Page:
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Thread: new shop in historic building

  1. #1
    Join Date
    Dec 2006
    Location
    Floydada, Tx
    Posts
    1,941

    new shop in historic building

    I have decided to buy the property from my MIL and it comes with the towns first fire hall/community center. It is a three stroy brick building built around 1860. When the town built the fire hall in 1970 or so, the old shop was closed up and left to rot. My MIL bought this place around 1998 and spent most of her fund fixing up the resturaunt and left the building alone. Three years ago I couldnt stand to seeing the place falling apart, so I had a metal room put on. The historic snobs where up in arms that I was not putting a cedar shake back on. Put they did not want to help pay for it. Anyhow the building is know dry and the windows ar next on the list to replace. There is one beam that is cracked from haveing 6' deep snow on the third floor. Other then this it is soild and just needs some tlc. Did I mention the second floor is solid red oak flooring srips around 2" wide covering the floors, walls and ceiling. Anybody want to help sand?




  2. #2
    Join Date
    Nov 2006
    Location
    Delton, Michigan
    Posts
    17,233

    now thats a shop to be seen!

    al you got lots of room and history too that should make a real nice space for a shop. and you could rent out the upstirs to recoup some of your expense.
    If in Doubt, Build it Stout!
    One hand washes the other!
    Don't put off today till tomorrow!

  3. #3
    Steve Clardy Guest
    Looks like that ought to be a neat old building to fix up

    Lots of room

  4. #4
    Join Date
    Dec 2006
    Location
    Floydada, Tx
    Posts
    1,941
    Forgot to put up the size. First floor is 30'wx65'lx9'h,second floor is 71'lx'30'wx12'h, third floor is 30'wx65'lx12'h in the center. Total building is over 4200 sqft. The second floor will be my shop.

  5. #5
    Join Date
    Oct 2006
    Location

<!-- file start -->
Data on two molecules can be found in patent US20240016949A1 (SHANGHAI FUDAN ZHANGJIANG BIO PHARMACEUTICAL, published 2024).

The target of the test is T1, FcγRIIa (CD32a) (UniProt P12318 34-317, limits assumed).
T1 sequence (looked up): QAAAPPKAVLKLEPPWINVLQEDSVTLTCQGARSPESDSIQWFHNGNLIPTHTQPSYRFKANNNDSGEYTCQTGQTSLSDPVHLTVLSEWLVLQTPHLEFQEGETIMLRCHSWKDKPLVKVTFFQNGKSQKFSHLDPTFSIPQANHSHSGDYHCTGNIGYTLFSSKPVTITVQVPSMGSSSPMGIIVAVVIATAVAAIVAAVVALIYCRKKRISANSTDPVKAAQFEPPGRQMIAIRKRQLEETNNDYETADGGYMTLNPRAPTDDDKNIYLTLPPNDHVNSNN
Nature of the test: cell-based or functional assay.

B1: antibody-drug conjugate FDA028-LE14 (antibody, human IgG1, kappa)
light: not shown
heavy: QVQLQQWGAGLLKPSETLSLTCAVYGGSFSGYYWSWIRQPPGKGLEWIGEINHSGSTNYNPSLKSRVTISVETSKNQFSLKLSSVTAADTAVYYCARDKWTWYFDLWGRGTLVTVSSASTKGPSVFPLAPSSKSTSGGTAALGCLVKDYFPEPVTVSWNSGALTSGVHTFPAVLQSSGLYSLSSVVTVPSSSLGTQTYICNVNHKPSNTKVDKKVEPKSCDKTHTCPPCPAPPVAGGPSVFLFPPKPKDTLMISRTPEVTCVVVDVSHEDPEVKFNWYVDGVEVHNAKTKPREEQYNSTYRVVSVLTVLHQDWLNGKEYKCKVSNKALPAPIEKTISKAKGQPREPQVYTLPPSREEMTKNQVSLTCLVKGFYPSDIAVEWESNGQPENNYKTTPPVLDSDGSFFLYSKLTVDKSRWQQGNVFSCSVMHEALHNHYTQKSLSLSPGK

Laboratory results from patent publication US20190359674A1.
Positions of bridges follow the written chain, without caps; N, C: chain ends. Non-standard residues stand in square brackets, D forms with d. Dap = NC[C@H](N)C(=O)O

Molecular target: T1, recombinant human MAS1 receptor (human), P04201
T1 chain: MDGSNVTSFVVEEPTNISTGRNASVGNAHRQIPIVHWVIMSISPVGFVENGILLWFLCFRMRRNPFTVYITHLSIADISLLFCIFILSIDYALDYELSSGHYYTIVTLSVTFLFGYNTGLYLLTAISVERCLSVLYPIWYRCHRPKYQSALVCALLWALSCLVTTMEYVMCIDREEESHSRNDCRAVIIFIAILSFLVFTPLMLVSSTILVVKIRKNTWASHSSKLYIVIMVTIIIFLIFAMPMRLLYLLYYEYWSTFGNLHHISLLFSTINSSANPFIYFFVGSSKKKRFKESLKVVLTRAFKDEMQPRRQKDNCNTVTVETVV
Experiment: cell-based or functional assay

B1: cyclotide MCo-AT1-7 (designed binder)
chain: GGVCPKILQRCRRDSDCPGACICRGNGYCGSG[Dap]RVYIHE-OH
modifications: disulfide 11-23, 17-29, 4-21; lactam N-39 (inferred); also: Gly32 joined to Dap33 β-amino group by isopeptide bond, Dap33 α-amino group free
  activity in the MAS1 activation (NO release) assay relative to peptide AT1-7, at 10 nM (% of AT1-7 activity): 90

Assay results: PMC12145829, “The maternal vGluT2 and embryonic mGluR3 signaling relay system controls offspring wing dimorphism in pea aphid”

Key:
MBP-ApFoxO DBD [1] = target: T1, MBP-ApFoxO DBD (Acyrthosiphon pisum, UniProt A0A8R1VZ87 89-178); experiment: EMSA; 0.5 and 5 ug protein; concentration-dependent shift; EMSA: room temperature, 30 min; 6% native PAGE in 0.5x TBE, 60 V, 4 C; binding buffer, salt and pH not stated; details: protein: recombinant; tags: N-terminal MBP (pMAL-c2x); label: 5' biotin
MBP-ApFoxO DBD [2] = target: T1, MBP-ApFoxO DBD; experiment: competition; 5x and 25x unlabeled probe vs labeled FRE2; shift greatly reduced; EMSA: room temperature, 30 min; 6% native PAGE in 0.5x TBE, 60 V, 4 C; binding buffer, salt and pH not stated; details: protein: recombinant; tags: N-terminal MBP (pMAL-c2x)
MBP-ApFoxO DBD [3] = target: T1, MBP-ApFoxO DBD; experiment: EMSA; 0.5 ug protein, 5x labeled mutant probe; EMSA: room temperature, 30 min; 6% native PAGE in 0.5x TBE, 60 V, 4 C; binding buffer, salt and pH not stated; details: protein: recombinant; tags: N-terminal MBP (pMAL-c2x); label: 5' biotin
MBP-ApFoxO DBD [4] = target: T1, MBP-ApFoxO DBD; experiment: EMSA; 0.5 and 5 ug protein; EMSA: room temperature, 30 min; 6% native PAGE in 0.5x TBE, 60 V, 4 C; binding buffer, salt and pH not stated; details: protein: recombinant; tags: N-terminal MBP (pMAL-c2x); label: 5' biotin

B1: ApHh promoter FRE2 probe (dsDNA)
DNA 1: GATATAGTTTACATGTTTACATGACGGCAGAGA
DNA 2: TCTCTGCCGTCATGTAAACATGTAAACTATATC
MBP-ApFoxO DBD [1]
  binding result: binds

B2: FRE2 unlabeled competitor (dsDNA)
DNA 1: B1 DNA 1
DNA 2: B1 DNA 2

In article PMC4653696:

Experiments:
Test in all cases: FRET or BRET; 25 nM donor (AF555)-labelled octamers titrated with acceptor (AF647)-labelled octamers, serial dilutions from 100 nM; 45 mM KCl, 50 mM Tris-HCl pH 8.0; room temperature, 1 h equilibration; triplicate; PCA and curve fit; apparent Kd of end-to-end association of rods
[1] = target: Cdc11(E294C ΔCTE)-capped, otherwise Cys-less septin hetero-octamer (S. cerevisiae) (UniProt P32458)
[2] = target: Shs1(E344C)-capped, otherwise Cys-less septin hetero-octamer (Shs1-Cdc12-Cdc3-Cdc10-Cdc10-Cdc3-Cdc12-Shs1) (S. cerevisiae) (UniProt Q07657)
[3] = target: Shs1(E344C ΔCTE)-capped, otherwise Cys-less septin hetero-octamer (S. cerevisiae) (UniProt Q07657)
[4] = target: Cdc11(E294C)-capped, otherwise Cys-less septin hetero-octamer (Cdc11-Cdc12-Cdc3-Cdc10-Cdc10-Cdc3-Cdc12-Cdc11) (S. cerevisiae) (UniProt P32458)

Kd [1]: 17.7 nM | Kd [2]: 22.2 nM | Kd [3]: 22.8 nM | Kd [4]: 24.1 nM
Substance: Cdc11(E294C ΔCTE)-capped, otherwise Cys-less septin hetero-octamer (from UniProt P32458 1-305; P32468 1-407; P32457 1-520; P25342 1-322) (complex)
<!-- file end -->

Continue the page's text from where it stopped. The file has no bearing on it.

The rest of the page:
Toronto, Ontario, CANADA
    Posts
    2,332
    It looks like a great building for a shop. But, isn't having a shop on the second floor going to be a hassle when you want to get stuff into and out of it? What will the rest of the building be used for.
    Cheers, Frank

  6. #6
    Great old building Al! If anyone gives you grief, let them know new shakes can be installed anytime they are ready. Until then, the building is stabilized and usable!

    Keep us apprised of your progress.

    Wes

  7. #7
    Join Date
    Oct 2006
    Location
    ABQ NM
    Posts
    29,091
    Very cool place for a shop, Al. That's a lot of square feet, too. As Frank mentioned, the second floor location might involve some extra work, but there are enough basement and dungeon shops around to prove it can be overcome.
    When the going gets weird, the weird turn pro. - Hunter S. Thompson
    When the weird get going, they start their own forum. - Vaughn McMillan

    workingwoods.com

  8. #8
    Join Date
    Nov 2006
    Location
    Austin, Texas
    Posts
    1,349
    You are living my dream! I want to buy an old building like that, in a small community (where are you in New York - I was raised there?), but I dream of the shop on the first floor, and converting the second floor to living space, loft style.
    Charlie Plesums, Austin Texas
    (Retired early to become a custom furnituremaker)
    Lots of my free advice at www.solowoodworker.com

  9. #9
    Join Date
    Dec 2006
    Location
    Floydada, Tx
    Posts
    1,941
    The first floor will be used for rental storage of cars and a part for the kids go-cart, minibike and other toys. And one bay will be for the tractor. I can easaly get six cars into the first floor.

    Yes, It will be a pain to get stuff up and down the stairs, but I came up with a great idea for that. The stairs are 5' wide, so I am going to make a platform that will ride on to pieces of angle and raised and lowerd by a electric winch system.

    Charlie, I live in North Java. Between Attica,Warsaw and Arcade. We where toying with the idea of converting the building into apartments put town would not let us do it. Sometimes I hate living in a small town.

  10. #10
    Join Date
    Jan 2007
    Location
    Honolulu, Hawaii
    Posts
    1,103

    new shop in historic building

    Al,,
    Not to steal your thread, but I know all too well of what you speak. I am from a notoriously small town out in western Chautauqua County, and they have had their collective heads buried in the proverbial sand for over a century. Anytime anyone comes to the town fathers with a new idea for something, other than another antique shop, they get shot down. It took near 30 years to get a small MacDonalds. Incidently, I moved out here to Hawaii nearly 20 years ago and other than the new MacDonalds and a few burned out skeletons of former business establishments, the town looks just about as I left it. Even the local Ford dealer closed its doors.

    I sure wish I had a place like yours to build a shop in. It will be interesting to watch your progress.

    Aloha, Tony
    "You got to learn from the mistakes of others. You won't live long enough to make them all yourself". (Author unknown)

    "Time flies like..... an arrow,,,Fruit flies like..... a banana." Groucho Marx

    Ah,,,to live in Paradise!

    Registered voting member

    Fighting for all I am worth, and praying every day.

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